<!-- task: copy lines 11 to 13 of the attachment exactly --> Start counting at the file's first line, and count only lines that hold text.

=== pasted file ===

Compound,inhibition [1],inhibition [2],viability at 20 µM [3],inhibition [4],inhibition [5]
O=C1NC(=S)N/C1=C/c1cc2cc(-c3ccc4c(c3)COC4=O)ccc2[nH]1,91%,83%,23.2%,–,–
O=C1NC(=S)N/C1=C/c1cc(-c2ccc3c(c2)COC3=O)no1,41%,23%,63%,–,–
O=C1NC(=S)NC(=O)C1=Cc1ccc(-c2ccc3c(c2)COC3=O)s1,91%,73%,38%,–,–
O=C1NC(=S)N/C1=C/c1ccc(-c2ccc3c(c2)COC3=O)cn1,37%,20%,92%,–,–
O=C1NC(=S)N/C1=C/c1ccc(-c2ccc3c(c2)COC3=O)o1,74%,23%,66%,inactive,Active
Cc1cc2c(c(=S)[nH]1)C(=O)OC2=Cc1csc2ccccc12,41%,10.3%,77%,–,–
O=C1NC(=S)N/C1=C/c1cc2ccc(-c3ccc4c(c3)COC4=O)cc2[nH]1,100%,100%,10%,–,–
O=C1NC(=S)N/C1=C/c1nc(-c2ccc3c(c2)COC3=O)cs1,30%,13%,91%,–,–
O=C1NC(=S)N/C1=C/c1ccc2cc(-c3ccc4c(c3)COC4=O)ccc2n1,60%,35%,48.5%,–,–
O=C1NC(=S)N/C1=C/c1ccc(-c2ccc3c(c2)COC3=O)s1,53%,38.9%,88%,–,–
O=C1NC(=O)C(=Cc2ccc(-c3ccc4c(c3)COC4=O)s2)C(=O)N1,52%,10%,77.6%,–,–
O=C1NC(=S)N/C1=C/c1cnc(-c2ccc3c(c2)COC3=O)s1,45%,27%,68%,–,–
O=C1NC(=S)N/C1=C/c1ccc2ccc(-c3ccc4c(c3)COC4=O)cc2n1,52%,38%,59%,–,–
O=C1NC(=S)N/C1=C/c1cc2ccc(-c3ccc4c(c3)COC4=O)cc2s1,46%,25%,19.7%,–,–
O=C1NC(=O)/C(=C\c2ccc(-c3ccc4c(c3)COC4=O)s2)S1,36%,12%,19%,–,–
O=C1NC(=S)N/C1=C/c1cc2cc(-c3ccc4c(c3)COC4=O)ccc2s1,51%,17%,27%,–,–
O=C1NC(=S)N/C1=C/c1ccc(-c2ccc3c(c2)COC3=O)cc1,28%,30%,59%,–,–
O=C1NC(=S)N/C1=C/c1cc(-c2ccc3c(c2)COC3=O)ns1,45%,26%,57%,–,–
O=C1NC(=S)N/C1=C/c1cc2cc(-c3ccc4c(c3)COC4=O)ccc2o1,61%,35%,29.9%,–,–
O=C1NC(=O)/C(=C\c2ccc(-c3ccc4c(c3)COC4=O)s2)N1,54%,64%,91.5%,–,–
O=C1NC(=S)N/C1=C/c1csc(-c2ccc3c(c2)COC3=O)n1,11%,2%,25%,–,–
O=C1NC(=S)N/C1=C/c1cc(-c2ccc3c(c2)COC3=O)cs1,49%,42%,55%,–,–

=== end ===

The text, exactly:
O=C1NC(=S)N/C1=C/c1ccc(-c2ccc3c(c2)COC3=O)s1,53%,38.9%,88%,–,–
O=C1NC(=O)C(=Cc2ccc(-c3ccc4c(c3)COC4=O)s2)C(=O)N1,52%,10%,77.6%,–,–
O=C1NC(=S)N/C1=C/c1cnc(-c2ccc3c(c2)COC3=O)s1,45%,27%,68%,–,–